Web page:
I recently had a client ask me to analyze why their nonprofit organization had such high employee turnover with newer employees.

First, I looked at their hiring process to see if there was any kind of flaw in how they were recruiting candidates. My thought was maybe there was disconnect from what the applicants were led to believe about the job and what they found after they were employed.

But things looked pretty consistent.

So, I then asked the general manager about the onboarding process. When he asked what that was, I had my first clue where the problem might lay.

It turns out the organization only thought a morning orientation was needed. By noon on day one, they had the newbie on the job, supposedly learning from a co-worker. It also turned out this co-worker had been thrown into the job about six months earlier, so his attitude was, "I had to learn it on my own with no support, so you can, too."

Wow.

My message to everyone is that an opening day orientation is only one small (and fairly insignificant) part of the entire onboarding process.

I actually suggest a three-phase approach: pre-hire, first week and first month.

Before the person even starts, make sure you have a clean and welcoming workspace for them. No one wants to start a new job having to clean.

Make sure the IT group is informed in advance so the new hire can have their own email account on the first day. If business cards or desk/office name plates are used, have these made in time to welcome the new person on their first day.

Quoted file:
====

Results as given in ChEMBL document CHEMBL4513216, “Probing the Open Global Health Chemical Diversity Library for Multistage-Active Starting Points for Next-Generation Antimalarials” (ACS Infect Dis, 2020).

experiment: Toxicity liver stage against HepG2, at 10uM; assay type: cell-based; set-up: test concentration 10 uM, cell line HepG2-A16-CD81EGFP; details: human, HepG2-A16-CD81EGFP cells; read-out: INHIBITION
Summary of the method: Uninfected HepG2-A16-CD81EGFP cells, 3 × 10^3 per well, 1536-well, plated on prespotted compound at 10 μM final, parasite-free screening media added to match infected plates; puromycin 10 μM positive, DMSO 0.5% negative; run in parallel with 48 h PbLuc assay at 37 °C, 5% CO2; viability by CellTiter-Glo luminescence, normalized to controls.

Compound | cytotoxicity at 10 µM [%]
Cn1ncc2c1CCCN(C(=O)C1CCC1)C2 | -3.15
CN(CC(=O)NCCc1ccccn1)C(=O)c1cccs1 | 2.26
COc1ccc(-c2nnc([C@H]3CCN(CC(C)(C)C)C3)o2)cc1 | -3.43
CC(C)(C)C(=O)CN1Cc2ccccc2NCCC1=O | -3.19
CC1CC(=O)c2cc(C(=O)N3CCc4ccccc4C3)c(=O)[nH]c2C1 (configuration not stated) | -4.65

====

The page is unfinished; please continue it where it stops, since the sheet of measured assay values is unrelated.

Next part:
And let others on your staff and in the office know of the new person starting. You want to promote an atmosphere of welcome from the moment they first walk in the door.

Phase two is all about the first week. Hopefully, you can provide them a job description and let them know that you will want to hear from them after one month about the accuracy of that description.

Have something for them to do on days one through five that is over and above their regular tasks and requires a deliverable at the end of the week. For example, you can give them a reading assignment about your business on Monday and ask them to give you an oral summary report on Friday.

During this opening week, you need to outline what you expect of this person. Let the new person know what you, as the supervisor, deem as a success. Establish some priorities so that when inundated, they have something to which to refer.

Phase three is the first month. This really builds upon the ideas from the first week. But I strongly advise my clients to perform a post-employment interview with each new hire after 30 days. Ask what parts of the job are the hardest to learn. See how you can help with any problem areas. And, ask about the job description. Don't be surprised if you learn something new about this person's job.

All of these will leave a very positive first impression with your new hire.

Randy Fox, SHRM, SCP, SPHR, is founder and senior partner of Capstone HR Services, Inc.

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